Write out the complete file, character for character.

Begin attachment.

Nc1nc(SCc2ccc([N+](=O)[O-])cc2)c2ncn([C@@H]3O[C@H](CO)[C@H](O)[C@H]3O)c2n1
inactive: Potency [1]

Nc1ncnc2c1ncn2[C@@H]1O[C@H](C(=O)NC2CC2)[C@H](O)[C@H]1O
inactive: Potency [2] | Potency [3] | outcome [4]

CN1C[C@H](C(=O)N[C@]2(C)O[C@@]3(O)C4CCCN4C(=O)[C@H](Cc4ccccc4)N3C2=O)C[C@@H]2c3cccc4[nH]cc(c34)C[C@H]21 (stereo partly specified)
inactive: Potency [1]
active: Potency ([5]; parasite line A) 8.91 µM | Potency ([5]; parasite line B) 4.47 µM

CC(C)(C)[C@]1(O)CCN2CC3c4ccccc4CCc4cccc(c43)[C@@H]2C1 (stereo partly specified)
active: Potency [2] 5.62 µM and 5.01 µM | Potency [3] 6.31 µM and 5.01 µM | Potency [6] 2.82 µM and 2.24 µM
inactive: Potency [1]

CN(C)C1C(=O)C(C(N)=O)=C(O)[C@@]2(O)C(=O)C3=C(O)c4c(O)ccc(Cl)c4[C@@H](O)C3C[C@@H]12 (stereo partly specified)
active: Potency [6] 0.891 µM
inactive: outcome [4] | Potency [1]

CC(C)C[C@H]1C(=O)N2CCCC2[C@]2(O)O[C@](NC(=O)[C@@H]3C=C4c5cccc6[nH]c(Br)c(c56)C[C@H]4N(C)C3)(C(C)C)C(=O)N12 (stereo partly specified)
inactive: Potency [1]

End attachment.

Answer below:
Nc1nc(SCc2ccc([N+](=O)[O-])cc2)c2ncn([C@@H]3O[C@H](CO)[C@H](O)[C@H]3O)c2n1
inactive: Potency [1]

Nc1ncnc2c1ncn2[C@@H]1O[C@H](C(=O)NC2CC2)[C@H](O)[C@H]1O
inactive: Potency [2] | Potency [3] | outcome [4]

CN1C[C@H](C(=O)N[C@]2(C)O[C@@]3(O)C4CCCN4C(=O)[C@H](Cc4ccccc4)N3C2=O)C[C@@H]2c3cccc4[nH]cc(c34)C[C@H]21 (stereo partly specified)
inactive: Potency [1]
active: Potency ([5]; parasite line A) 8.91 µM | Potency ([5]; parasite line B) 4.47 µM

CC(C)(C)[C@]1(O)CCN2CC3c4ccccc4CCc4cccc(c43)[C@@H]2C1 (stereo partly specified)
active: Potency [2] 5.62 µM and 5.01 µM | Potency [3] 6.31 µM and 5.01 µM | Potency [6] 2.82 µM and 2.24 µM
inactive: Potency [1]

CN(C)C1C(=O)C(C(N)=O)=C(O)[C@@]2(O)C(=O)C3=C(O)c4c(O)ccc(Cl)c4[C@@H](O)C3C[C@@H]12 (stereo partly specified)
active: Potency [6] 0.891 µM
inactive: outcome [4] | Potency [1]

CC(C)C[C@H]1C(=O)N2CCCC2[C@]2(O)O[C@](NC(=O)[C@@H]3C=C4c5cccc6[nH]c(Br)c(c56)C[C@H]4N(C)C3)(C(C)C)C(=O)N12 (stereo partly specified)
inactive: Potency [1]